in-kernel memcached for linux
C C++
Switch branches/tags
Nothing to show
Clone or download
Pull request Compare This branch is 1 commit behind achivetta:concurrent.
Fetching latest commit…
Cannot retrieve the latest commit at this time.
Permalink
Failed to load latest commit information.
libmp
.gitignore
INSTALL
LICENSE
Makefile
README.markdown
hash.c
hash.h
interface.c
main.c
storage.c
storage.h

README.markdown

kmemcached - a Linux Kernel Memcached

by Anthony Chivetta

Background

Memcached is an in-memory key/value cache service used by nearly all large websites as a lookaside cache to scale their authoritative database. It supports simple operations such as GET, SET, PUT, INCREMENT, etc. on a in-memory hash table of key/value pairs. Servers typically operate as a LRU cache with additional per-item expire times.

Memcached's use case in web applications means that it is highly latency-sensitive. Further, the dumb nature of the cache means that very little of the time spent servicing a request is spent doing business processing. These two factors make memcached a prime candidate to move into the kernel as a means of removing sources of latency and experimenting with different techniques for servicing requests.

Usually, in-kernel servers are considered a Bad Thing(TM). On the security front an in-kernel server makes any vulnerabilities much more dangerous as they effect the kernel directly and have full access to the system. However, memcached was never designed to be exposed to untrusted users and so this issue is minimized by the network security already in place. Stability and complexity of kernel code are also issues -- writing robust kernel code is generally considered more difficult than writing equivalent user-space code and bugs can have system-wide effects. Fortunately, memcached has a simple protocol and application logic to make bug-free implementation easier. Finally, an in-kernel server is typically much harder to setup and maintain than a user-space server. In the case of memcached, users are typically seasoned system administrators who are likely to already be experienced in compiling their own kernels.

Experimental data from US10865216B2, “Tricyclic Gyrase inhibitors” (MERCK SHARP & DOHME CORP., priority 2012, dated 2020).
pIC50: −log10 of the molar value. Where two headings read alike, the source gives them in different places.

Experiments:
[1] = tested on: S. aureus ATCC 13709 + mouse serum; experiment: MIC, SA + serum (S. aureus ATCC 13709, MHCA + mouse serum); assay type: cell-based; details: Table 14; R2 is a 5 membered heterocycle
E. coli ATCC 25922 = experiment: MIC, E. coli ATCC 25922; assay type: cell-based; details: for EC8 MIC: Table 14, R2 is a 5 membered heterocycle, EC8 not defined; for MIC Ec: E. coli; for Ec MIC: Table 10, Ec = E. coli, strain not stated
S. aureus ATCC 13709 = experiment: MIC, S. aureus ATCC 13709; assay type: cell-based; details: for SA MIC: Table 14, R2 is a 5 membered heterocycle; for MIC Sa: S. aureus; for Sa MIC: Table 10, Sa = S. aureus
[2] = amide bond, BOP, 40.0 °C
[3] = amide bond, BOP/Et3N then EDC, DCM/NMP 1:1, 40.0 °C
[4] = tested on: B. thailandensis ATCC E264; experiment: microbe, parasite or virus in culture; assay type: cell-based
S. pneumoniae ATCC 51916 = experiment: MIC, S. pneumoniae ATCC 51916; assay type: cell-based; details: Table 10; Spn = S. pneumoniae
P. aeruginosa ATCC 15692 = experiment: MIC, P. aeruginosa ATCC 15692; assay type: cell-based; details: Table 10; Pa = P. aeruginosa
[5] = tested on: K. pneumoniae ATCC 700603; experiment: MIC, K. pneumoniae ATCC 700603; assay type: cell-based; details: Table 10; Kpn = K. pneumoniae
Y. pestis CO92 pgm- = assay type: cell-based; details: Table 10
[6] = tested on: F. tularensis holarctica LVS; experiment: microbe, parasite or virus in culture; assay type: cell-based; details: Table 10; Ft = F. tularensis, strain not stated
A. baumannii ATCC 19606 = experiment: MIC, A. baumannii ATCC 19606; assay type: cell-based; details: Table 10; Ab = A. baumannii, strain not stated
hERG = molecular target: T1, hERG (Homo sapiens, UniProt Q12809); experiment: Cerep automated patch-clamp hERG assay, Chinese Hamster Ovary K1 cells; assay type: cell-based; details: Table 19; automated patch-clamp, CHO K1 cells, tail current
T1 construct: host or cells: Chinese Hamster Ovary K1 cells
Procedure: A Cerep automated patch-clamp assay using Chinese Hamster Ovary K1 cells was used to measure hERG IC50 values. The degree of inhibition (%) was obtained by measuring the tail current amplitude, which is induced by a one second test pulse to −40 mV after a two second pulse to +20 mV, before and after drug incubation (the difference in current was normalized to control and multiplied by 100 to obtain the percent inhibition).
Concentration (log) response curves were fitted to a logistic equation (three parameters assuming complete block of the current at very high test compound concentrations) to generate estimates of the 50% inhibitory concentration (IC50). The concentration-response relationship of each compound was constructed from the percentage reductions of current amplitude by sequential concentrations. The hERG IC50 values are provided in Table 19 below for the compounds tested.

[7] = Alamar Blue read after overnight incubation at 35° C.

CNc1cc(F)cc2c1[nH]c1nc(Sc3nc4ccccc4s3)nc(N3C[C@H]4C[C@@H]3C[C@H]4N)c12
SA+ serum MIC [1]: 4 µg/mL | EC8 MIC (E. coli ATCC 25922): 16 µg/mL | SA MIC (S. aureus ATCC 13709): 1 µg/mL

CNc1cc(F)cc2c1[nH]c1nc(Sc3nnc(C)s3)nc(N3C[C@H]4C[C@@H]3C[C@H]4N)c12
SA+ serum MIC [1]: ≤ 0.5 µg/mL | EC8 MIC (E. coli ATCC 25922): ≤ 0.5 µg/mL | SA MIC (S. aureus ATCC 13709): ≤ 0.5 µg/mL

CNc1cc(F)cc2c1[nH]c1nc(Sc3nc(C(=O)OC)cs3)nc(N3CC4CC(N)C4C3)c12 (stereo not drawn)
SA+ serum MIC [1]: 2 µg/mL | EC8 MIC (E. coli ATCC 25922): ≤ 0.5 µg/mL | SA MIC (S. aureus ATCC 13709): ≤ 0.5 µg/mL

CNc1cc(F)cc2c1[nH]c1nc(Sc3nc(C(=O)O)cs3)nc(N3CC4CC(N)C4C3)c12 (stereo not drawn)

The Project

As an experiment, we've ported memcached to the Linux kernel as a dynamically loadable module that exists outside of the Linux kernel source tree. The current code is highly experimental and may be used for further development into a production system or experimental endeavors. It is the hope that with further development it can be demonstrated that in-kernel servers can achieve lower-latency in simple applications with minimal complexity increase.

Structure

There are four main components:

Core: The core of the module is contained in main.c. This is responsible for startup and teardown. It interfaces with the kernel's networking layer and provides dispatch for client work. You should start here to get a feel for the code. All code in this file is original to the project.

libmemcachedprotocol: The folder libmp/ contains the library used to parse incoming memcached requests. It was taken from the libmemcached library and modified to run in the kernel. The file protocol_handler.c contains the default_send and default_recv functions which write to a kernel socket and may be of interest.

Memcached Logic: The file interface.c contains the implementation of the memcached business logic. This is also pulled from the libmemcached source.

Storage Engine: The file storage.c contains a hash table implementation taken from the memcached source code.

Current Limitations

This code is not yet anywhere near production ready, however it does pass the memcapable binary tests. Most of the significant limitations are documented by comments containing the string "TODO" (try make todo to see them). Some of the most significant include a lock of support for:

  • Concurrent hash table access.
  • Support for hash table expansion
  • Freeing disconnected client structures
  • Eviction or expiration of items

Any help to fix these limitations would be appreciated.

Possible Future Investigations

Some avenues for future development include

  • Paging aware storage structures
  • Tighter integration with sockets, scheduler or VM system.

Licencing

Some code has been adopted from the memcached and libmemcache projects. All code is licenced under the BSD license (see the LICENSE file). Additionally, all code is dual licenced under the GNU General Public License v2.